Take the 2-minute tour ×
Stack Overflow is a question and answer site for professional and enthusiast programmers. It's 100% free, no registration required.

Working with Python in Emacs if I want to add a try/except to a block of code, I often find that I am having to indent the whole block, line by line. In Emacs, how do you indent the whole block at once.

I am not an experienced Emacs user, but just find it is the best tool for working through ssh. I am using Emacs on the command line(Ubuntu), not as a gui, if that makes any difference.

share|improve this question

5 Answers 5

up vote 74 down vote accepted

If you are programming Python using Emacs, then you should probably be using python-mode. With python-mode, after marking the block of code,

C-c > shifts the region 4 spaces to the right

C-c < shifts the region 4 spaces to the left

If you need to shift code by two levels of indention, or some arbitary amount you can prefix the command with an argument:

C-u 8 C-c > shifts the region 8 spaces to the right

C-u 8 C-c < shifts the region 8 spaces to the left

Another alternative is to use M-x indent-rigidly which is bound to C-x TAB:

C-u 8 C-x TAB shifts the region 8 spaces to the right

C-u -8 C-x TAB shifts the region 8 spaces to the left

Also useful are the rectangle commands that operate on rectangles of text instead of lines of text.

For example, after marking a rectangular region,

C-x r o inserts blank space to fill the rectangular region (effectively shifting code to the right)

C-x r k kills the rectangular region (effectively shifting code to the left)

C-x r t prompts for a string to replace the rectangle with. Entering C-u 8 <space> will then enter 8 spaces.

PS. With Ubuntu, to make python-mode the default mode for all .py files, simply install the python-mode package.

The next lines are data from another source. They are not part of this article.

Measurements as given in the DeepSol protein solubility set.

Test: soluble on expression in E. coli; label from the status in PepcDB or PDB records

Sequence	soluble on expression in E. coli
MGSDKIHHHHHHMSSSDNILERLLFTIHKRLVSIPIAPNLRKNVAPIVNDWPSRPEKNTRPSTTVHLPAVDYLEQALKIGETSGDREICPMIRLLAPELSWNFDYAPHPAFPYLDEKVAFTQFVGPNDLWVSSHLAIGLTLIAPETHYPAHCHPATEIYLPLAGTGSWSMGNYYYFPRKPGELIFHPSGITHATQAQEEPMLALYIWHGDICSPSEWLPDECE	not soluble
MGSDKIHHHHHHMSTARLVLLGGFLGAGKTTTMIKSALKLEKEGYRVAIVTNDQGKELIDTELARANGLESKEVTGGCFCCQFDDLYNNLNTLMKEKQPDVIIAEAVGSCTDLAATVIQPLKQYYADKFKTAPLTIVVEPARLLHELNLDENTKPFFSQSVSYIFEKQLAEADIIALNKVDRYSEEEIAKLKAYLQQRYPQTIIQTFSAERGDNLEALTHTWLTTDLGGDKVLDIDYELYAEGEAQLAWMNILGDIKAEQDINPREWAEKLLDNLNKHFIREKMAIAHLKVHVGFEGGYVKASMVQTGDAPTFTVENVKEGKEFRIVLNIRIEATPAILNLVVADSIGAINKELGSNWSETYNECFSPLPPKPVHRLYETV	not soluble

share|improve this answer
    
I'm a big fan of the rectangle commands! –  Brian Postow Apr 6 '10 at 14:34
    
Thanks that works perfectly. with Emacs22 isn't python-mode automatically enabled with all .py files? Anyway, the C-c > works just fine. –  Vernon Apr 6 '10 at 14:43
    
@Vernon: C-c > is defined in python-mode.el, so I think you must have installed the python-mode package somewhere along the way. Glad it works for you. –  unutbu Apr 6 '10 at 15:15
    
C-c > works fine in Emacs 23.2 without installing python-mode as it works with the provided python.el –  codeitagile Sep 27 '10 at 19:08
2  
+1 Still helping people. Thanks for this great answer. –  Geoff Jul 6 '12 at 19:31

In addition to indent-region, which is mapped to C-M-\ by default, the rectangle edit commands are very useful for Python. Mark a region as normal, then:

  • C-x r t (string-rectangle): will prompt you for characters you'd like to insert into each line; great for inserting a certain number of spaces
  • C-x r k (kill-rectangle): remove a rectangle region; great for removing indentation

You can also C-x r y (yank-rectangle), but that's only rarely useful.

share|improve this answer

indent-region mapped to C-M-\ should do the trick.

share|improve this answer

I've been using this function to handle my indenting and unindenting:

(defun unindent-dwim (&optional count-arg)
  "Keeps relative spacing in the region.  Unindents to the next multiple of the current tab-width"
  (interactive)
  (let ((deactivate-mark nil)
        (beg (or (and mark-active (region-beginning)) (line-beginning-position)))
        (end (or (and mark-active (region-end)) (line-end-position)))
        (min-indentation)
        (count (or count-arg 1)))
    (save-excursion
      (goto-char beg)
      (while (< (point) end)
        (add-to-list 'min-indentation (current-indentation))
        (forward-line)))
    (if (< 0 count)
        (if (not (< 0 (apply 'min min-indentation)))
            (error "Can't indent any more.  Try `indent-rigidly` with a negative arg.")))
    (if (> 0 count)
        (indent-rigidly beg end (* (- 0 tab-width) count))
      (let (
            (indent-amount
             (apply 'min (mapcar (lambda (x) (- 0 (mod x tab-width))) min-indentation))))
        (indent-rigidly beg end (or
                                 (and (< indent-amount 0) indent-amount)
                                 (* (or count 1) (- 0 tab-width))))))))

And then I assign it to a keyboard shortcut:

(global-set-key (kbd "s-[") 'unindent-dwim)
(global-set-key (kbd "s-]") (lambda () (interactive) (unindent-dwim -1)))
share|improve this answer

I do something like this universally

;; intent whole buffer 
(defun iwb ()
  "indent whole buffer"
  (interactive)
  ;;(delete-trailing-whitespace)
  (indent-region (point-min) (point-max) nil)
  (untabify (point-min) (point-max)))
share|improve this answer
2  
Since whitespace is part of the syntax in Python, indent-region on the whole file is a bad idea. –  Daniel Stutzbach Apr 6 '10 at 15:21

Your Answer

 
discard

By posting your answer, you agree to the privacy policy and terms of service.

Not the answer you're looking for? Browse other questions tagged or ask your own question.